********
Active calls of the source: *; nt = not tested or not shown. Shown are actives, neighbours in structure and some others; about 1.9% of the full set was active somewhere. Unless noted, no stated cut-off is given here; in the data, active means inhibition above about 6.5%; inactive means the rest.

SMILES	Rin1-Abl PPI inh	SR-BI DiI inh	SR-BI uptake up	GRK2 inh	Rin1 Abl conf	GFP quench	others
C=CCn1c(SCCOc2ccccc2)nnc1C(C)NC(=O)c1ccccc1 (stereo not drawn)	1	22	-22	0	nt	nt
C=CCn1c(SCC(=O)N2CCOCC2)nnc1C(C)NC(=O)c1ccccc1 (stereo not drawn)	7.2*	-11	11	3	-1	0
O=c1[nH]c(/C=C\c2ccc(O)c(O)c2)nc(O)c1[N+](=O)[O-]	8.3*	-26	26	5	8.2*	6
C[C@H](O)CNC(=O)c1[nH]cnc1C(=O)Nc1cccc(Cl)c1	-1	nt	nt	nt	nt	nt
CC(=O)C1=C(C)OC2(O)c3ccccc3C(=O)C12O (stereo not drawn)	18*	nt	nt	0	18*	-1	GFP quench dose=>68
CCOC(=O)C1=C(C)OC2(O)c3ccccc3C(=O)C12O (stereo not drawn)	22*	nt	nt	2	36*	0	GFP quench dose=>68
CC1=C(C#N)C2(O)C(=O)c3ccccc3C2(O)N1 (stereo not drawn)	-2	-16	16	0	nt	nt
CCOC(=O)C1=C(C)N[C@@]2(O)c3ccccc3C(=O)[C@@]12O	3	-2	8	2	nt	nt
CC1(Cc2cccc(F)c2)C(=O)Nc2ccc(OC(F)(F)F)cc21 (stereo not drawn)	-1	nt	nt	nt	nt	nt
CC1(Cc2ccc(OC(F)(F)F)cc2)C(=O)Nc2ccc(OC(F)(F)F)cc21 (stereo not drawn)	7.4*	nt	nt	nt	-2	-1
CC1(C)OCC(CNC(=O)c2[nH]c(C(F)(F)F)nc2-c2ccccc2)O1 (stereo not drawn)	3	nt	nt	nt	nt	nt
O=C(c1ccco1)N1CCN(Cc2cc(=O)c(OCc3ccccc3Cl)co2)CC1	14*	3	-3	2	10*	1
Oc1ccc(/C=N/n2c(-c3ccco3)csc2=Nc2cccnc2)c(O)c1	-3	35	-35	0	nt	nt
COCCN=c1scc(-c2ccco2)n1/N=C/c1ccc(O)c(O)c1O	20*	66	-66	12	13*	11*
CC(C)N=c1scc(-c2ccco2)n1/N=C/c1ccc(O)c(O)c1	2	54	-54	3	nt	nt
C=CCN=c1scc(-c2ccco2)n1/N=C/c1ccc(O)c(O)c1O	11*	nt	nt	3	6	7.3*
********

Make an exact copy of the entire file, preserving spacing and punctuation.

Active calls of the source: *; nt = not tested or not shown. Shown are actives, neighbours in structure and some others; about 1.9% of the full set was active somewhere. Unless noted, no stated cut-off is given here; in the data, active means inhibition above about 6.5%; inactive means the rest.

SMILES	Rin1-Abl PPI inh	SR-BI DiI inh	SR-BI uptake up	GRK2 inh	Rin1 Abl conf	GFP quench	others
C=CCn1c(SCCOc2ccccc2)nnc1C(C)NC(=O)c1ccccc1 (stereo not drawn)	1	22	-22	0	nt	nt
C=CCn1c(SCC(=O)N2CCOCC2)nnc1C(C)NC(=O)c1ccccc1 (stereo not drawn)	7.2*	-11	11	3	-1	0
O=c1[nH]c(/C=C\c2ccc(O)c(O)c2)nc(O)c1[N+](=O)[O-]	8.3*	-26	26	5	8.2*	6
C[C@H](O)CNC(=O)c1[nH]cnc1C(=O)Nc1cccc(Cl)c1	-1	nt	nt	nt	nt	nt
CC(=O)C1=C(C)OC2(O)c3ccccc3C(=O)C12O (stereo not drawn)	18*	nt	nt	0	18*	-1	GFP quench dose=>68
CCOC(=O)C1=C(C)OC2(O)c3ccccc3C(=O)C12O (stereo not drawn)	22*	nt	nt	2	36*	0	GFP quench dose=>68
CC1=C(C#N)C2(O)C(=O)c3ccccc3C2(O)N1 (stereo not drawn)	-2	-16	16	0	nt	nt
CCOC(=O)C1=C(C)N[C@@]2(O)c3ccccc3C(=O)[C@@]12O	3	-2	8	2	nt	nt
CC1(Cc2cccc(F)c2)C(=O)Nc2ccc(OC(F)(F)F)cc21 (stereo not drawn)	-1	nt	nt	nt	nt	nt
CC1(Cc2ccc(OC(F)(F)F)cc2)C(=O)Nc2ccc(OC(F)(F)F)cc21 (stereo not drawn)	7.4*	nt	nt	nt	-2	-1
CC1(C)OCC(CNC(=O)c2[nH]c(C(F)(F)F)nc2-c2ccccc2)O1 (stereo not drawn)	3	nt	nt	nt	nt	nt
O=C(c1ccco1)N1CCN(Cc2cc(=O)c(OCc3ccccc3Cl)co2)CC1	14*	3	-3	2	10*	1
Oc1ccc(/C=N/n2c(-c3ccco3)csc2=Nc2cccnc2)c(O)c1	-3	35	-35	0	nt	nt
COCCN=c1scc(-c2ccco2)n1/N=C/c1ccc(O)c(O)c1O	20*	66	-66	12	13*	11*
CC(C)N=c1scc(-c2ccco2)n1/N=C/c1ccc(O)c(O)c1	2	54	-54	3	nt	nt
C=CCN=c1scc(-c2ccco2)n1/N=C/c1ccc(O)c(O)c1O	11*	nt	nt	3	6	7.3*